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Join author and business coach Dave Crenshaw as he shows you the key to enhancing your productivity—focusing on your most valuable activities and minimizing the distractions that waste your time. This course shows you how to determine where you make the most valuable contributions to your company while minimizing and offloading distractions. Create a plan to mind your time and effort and help coworkers and employees discover their most valuable activities, which can result in an office-wide productivity boost.
This course is one of a series of five Dave Crenshaw courses based on his Invaluable teaching methodology for professional development.
If you have completed my Time Management course on lynda.com you're familiar with the concept of using a schedule to focus on your most valuable activities. When it comes to being invaluable, the principle of focus really is about time. It deals with how you choose to use your time on a weekly, daily, and even hourly basis, especially your work time. I encourage you to complete the entire Time Management course as a preparation to help you become focused, but there are two basics I can share with you right now that will give you some benefit.
The first deals with switching and multitasking. Many people feel they have too many things demanding their attention and too much to do. So they attempt to multitask to compensate for that. Yet however attractive the concept of multitasking is, it's ultimately false. When you attempt to do multiple things that require your attention at the same time, you switch back and forth between those activities. This is why I refer to multitasking as switchtasking.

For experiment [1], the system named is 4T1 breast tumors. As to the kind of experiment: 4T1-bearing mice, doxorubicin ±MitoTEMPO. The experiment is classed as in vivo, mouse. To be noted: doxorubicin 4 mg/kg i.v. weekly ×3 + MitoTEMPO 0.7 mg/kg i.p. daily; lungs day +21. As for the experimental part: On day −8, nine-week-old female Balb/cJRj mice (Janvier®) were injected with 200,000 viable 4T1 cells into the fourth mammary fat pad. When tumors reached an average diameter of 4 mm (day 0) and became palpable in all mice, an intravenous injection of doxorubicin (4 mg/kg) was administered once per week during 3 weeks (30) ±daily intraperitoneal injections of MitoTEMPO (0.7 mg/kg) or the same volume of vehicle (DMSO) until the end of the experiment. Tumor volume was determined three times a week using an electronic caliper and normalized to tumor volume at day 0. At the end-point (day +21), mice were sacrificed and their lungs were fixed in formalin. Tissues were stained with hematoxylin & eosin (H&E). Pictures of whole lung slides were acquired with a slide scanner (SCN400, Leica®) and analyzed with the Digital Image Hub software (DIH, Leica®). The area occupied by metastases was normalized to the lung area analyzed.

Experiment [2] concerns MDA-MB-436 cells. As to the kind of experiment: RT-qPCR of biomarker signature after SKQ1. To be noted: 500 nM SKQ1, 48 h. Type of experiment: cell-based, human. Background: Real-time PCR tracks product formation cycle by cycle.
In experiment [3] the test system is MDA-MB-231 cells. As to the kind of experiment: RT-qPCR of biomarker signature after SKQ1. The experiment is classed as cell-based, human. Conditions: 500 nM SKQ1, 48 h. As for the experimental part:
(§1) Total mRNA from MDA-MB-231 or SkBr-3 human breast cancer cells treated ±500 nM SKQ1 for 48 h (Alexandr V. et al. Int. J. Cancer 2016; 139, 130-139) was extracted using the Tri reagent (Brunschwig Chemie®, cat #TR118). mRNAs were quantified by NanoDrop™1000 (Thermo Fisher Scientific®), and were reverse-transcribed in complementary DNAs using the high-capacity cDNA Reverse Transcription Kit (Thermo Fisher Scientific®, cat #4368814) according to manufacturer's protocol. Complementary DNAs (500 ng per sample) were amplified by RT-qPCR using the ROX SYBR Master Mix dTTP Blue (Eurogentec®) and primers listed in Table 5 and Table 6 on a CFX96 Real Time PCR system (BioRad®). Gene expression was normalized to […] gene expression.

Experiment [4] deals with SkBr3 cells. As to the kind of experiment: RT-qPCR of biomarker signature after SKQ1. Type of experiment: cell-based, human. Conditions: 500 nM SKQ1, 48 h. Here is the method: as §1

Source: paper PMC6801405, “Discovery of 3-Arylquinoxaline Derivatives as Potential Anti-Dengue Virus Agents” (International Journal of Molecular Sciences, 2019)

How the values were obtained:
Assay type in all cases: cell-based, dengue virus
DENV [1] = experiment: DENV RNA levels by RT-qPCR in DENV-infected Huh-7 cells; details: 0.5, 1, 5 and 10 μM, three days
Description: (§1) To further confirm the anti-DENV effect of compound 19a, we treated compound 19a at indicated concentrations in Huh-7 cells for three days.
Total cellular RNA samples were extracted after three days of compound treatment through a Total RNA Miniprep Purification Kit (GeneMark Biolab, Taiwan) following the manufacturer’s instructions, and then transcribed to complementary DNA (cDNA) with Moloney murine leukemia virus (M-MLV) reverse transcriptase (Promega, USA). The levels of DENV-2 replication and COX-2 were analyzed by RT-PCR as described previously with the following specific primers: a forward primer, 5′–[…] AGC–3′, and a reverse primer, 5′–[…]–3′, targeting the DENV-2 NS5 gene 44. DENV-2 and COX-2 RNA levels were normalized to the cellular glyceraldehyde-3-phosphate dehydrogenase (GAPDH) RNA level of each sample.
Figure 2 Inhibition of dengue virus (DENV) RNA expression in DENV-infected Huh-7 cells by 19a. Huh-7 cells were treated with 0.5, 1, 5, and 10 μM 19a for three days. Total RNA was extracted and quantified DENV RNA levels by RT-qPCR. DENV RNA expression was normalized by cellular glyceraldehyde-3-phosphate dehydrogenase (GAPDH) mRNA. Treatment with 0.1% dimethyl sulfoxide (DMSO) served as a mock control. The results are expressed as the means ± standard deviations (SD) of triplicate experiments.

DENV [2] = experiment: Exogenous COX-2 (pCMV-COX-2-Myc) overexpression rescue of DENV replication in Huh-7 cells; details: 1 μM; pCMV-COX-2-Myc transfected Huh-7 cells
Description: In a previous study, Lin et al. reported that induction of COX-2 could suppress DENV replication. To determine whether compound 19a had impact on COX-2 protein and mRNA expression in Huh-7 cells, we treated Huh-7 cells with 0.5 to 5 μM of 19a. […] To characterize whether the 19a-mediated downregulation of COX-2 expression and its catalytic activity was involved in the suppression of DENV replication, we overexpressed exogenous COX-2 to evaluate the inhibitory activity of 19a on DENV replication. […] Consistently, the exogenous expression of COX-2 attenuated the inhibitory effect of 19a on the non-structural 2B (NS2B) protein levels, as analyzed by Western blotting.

Switches are the most common reason that people feel they don't have enough time. They have a lack of focus especially now in our fast-paced, information-saturated society. Every time you switch you lose attention, you lose time, you lose quality, and you increase your stress levels. The invaluable factor of focus encourages you to make as few switches as possible. This applies not only to your day-to- day activities but also in the bigger picture of your long-term career.
Every switch you may make from one job to another job, is a loss of productivity, a loss of time, and an increase in stress. The second basic principle of time and focus is something I call the truth of time. The truth of time is that we all have only 24 hours in a day and 60 minutes in an hour. Because multitasking is a false concept we need to make very wise choices about how we spend that limited time.
In this chapter I'll give you tools you can use to make clear, conscious decisions about where you're going to spend the time, and to make sure that you don't overspend it. Overspending time is like going into debt. It may give you something that you want in the moment, but in the long term it will cost you greatly. In order for you to be truly focused when it comes to your career, you'll actually want to underspend the time that you have.
This is the paradox of focus, that the less you do the more you get done. We'll begin helping you make some of those conscious choices in the next video where we'll establish your ideal schedule.
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